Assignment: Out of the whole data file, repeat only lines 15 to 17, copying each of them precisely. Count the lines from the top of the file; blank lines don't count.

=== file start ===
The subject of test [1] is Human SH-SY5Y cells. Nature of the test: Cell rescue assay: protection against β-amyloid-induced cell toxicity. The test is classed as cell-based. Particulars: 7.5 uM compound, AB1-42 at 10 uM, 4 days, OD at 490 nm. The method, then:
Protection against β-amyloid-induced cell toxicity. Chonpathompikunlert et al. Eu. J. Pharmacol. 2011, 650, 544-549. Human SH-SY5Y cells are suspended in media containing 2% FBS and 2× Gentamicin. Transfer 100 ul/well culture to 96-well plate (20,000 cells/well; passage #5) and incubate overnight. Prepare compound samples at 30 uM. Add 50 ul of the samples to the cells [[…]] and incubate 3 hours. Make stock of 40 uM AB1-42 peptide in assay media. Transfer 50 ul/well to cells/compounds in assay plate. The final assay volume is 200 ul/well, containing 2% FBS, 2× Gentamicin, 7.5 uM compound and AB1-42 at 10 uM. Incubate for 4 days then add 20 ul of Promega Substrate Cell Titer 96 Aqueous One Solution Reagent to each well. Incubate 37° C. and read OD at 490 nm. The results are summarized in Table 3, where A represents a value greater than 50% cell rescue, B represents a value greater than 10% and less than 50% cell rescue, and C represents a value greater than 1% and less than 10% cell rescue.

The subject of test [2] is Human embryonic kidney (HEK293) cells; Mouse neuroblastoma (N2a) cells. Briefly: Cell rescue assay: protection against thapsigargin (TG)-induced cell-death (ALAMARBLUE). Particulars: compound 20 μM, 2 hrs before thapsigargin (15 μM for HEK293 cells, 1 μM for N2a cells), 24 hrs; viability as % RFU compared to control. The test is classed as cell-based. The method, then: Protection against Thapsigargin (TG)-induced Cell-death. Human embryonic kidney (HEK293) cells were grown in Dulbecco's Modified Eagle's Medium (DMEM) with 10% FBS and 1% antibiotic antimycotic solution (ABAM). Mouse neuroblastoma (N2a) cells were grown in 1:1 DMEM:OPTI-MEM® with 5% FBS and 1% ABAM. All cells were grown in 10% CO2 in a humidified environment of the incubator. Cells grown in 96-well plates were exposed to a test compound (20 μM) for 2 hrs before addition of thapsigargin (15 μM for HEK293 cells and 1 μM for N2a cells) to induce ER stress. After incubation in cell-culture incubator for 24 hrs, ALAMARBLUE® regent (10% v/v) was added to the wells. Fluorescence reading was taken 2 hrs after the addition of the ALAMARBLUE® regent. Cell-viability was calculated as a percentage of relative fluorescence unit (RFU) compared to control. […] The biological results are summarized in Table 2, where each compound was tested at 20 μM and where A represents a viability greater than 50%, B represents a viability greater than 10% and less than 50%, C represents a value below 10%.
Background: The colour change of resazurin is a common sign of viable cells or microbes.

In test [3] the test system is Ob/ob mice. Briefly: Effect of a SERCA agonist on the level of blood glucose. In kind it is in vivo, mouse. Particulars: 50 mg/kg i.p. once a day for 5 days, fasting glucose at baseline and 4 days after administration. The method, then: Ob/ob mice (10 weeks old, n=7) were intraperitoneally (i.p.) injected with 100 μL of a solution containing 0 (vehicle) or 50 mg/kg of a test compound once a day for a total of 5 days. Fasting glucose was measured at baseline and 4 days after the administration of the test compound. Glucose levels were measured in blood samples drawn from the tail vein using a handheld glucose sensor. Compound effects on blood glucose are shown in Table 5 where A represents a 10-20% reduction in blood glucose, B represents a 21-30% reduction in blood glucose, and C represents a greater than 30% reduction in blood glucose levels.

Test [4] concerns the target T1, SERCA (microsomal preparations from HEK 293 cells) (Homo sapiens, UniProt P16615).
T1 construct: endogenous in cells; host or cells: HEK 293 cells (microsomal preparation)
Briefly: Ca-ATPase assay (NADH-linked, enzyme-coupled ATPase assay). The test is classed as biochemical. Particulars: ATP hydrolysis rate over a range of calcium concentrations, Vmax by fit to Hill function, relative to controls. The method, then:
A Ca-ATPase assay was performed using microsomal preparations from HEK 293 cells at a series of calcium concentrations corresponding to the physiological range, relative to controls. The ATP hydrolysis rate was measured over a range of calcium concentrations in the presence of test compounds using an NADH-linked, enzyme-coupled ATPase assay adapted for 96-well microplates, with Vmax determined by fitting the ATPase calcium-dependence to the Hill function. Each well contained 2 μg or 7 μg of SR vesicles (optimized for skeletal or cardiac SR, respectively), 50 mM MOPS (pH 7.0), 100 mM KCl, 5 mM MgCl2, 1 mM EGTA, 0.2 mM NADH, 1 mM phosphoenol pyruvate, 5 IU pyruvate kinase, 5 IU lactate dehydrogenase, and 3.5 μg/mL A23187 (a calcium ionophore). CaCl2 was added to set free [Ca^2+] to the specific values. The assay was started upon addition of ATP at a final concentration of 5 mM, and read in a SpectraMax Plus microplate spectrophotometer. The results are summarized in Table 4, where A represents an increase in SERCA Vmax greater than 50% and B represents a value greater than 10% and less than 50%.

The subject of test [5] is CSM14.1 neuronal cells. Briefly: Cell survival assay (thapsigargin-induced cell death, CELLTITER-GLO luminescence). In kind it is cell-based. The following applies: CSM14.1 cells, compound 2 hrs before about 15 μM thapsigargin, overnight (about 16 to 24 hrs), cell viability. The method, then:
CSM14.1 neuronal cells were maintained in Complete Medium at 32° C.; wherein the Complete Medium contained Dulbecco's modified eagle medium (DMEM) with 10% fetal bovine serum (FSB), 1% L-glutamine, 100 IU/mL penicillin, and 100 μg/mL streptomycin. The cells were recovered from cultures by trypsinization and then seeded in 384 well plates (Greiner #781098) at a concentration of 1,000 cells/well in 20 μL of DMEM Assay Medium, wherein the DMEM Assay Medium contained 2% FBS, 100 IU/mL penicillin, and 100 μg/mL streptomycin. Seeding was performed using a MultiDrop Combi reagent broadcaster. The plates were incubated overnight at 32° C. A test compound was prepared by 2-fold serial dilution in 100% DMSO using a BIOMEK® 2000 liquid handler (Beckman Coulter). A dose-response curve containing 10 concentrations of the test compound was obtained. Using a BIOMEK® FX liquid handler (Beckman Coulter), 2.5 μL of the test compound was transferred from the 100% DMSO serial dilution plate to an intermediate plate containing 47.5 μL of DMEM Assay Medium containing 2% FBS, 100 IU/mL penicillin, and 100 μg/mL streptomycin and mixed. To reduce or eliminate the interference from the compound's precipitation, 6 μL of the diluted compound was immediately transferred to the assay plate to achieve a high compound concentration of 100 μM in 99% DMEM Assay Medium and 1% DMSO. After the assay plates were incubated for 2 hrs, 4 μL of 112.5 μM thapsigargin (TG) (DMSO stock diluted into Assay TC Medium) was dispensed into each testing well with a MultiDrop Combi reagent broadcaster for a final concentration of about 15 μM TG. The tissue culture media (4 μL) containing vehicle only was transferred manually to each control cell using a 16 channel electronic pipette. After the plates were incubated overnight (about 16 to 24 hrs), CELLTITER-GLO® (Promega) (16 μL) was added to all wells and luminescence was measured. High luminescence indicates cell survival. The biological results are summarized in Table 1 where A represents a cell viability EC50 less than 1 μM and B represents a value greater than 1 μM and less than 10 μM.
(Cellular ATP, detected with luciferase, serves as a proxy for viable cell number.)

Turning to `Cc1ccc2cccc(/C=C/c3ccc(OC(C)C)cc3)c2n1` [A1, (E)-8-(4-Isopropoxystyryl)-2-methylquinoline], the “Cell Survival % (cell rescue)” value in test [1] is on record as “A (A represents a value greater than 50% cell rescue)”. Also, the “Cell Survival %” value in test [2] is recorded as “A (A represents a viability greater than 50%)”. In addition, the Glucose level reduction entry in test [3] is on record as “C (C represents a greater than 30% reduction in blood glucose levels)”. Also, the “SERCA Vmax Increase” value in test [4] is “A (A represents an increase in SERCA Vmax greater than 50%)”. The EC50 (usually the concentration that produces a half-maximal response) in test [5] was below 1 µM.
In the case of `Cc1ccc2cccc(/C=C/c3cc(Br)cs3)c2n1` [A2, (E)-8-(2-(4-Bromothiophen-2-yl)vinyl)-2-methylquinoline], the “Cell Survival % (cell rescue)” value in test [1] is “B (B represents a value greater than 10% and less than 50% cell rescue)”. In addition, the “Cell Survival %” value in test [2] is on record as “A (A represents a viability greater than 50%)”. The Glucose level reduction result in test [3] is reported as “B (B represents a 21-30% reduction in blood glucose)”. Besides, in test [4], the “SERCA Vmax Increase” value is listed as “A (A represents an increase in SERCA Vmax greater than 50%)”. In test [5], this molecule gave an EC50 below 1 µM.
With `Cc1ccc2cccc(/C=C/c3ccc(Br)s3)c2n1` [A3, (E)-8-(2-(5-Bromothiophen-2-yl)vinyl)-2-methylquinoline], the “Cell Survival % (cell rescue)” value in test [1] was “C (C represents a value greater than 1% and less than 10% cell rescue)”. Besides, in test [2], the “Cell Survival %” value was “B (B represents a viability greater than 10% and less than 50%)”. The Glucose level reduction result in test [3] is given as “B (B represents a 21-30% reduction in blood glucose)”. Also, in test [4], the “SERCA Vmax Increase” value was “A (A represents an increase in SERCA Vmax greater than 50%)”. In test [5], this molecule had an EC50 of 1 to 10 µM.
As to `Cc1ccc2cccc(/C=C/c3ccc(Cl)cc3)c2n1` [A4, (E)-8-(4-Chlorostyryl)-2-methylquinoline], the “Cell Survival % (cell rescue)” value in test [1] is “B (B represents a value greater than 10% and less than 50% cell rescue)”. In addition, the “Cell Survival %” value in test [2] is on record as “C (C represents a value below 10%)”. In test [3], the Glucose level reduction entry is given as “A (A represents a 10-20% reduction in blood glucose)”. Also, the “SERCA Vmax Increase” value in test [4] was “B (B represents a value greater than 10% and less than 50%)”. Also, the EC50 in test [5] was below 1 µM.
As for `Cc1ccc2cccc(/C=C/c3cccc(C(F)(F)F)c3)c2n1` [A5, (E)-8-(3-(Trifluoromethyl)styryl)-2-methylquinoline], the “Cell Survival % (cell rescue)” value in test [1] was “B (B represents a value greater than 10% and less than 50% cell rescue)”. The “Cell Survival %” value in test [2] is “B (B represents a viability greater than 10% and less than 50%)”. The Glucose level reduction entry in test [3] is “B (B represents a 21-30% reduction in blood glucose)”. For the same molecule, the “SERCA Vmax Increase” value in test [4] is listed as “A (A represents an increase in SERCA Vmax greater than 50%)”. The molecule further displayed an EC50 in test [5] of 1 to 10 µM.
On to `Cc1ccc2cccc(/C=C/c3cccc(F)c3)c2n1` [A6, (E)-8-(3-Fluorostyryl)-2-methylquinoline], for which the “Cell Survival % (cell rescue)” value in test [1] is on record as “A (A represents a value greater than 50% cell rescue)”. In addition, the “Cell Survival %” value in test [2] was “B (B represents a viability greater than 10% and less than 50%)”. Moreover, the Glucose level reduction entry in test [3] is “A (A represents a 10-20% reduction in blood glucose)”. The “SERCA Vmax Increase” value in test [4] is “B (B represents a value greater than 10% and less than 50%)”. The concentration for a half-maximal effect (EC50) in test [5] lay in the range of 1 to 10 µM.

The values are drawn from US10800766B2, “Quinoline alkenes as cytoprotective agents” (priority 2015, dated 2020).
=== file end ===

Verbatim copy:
With `Cc1ccc2cccc(/C=C/c3ccc(Br)s3)c2n1` [A3, (E)-8-(2-(5-Bromothiophen-2-yl)vinyl)-2-methylquinoline], the “Cell Survival % (cell rescue)” value in test [1] was “C (C represents a value greater than 1% and less than 10% cell rescue)”. Besides, in test [2], the “Cell Survival %” value was “B (B represents a viability greater than 10% and less than 50%)”. The Glucose level reduction result in test [3] is given as “B (B represents a 21-30% reduction in blood glucose)”. Also, in test [4], the “SERCA Vmax Increase” value was “A (A represents an increase in SERCA Vmax greater than 50%)”. In test [5], this molecule had an EC50 of 1 to 10 µM.
As to `Cc1ccc2cccc(/C=C/c3ccc(Cl)cc3)c2n1` [A4, (E)-8-(4-Chlorostyryl)-2-methylquinoline], the “Cell Survival % (cell rescue)” value in test [1] is “B (B represents a value greater than 10% and less than 50% cell rescue)”. In addition, the “Cell Survival %” value in test [2] is on record as “C (C represents a value below 10%)”. In test [3], the Glucose level reduction entry is given as “A (A represents a 10-20% reduction in blood glucose)”. Also, the “SERCA Vmax Increase” value in test [4] was “B (B represents a value greater than 10% and less than 50%)”. Also, the EC50 in test [5] was below 1 µM.
As for `Cc1ccc2cccc(/C=C/c3cccc(C(F)(F)F)c3)c2n1` [A5, (E)-8-(3-(Trifluoromethyl)styryl)-2-methylquinoline], the “Cell Survival % (cell rescue)” value in test [1] was “B (B represents a value greater than 10% and less than 50% cell rescue)”. The “Cell Survival %” value in test [2] is “B (B represents a viability greater than 10% and less than 50%)”. The Glucose level reduction entry in test [3] is “B (B represents a 21-30% reduction in blood glucose)”. For the same molecule, the “SERCA Vmax Increase” value in test [4] is listed as “A (A represents an increase in SERCA Vmax greater than 50%)”. The molecule further displayed an EC50 in test [5] of 1 to 10 µM.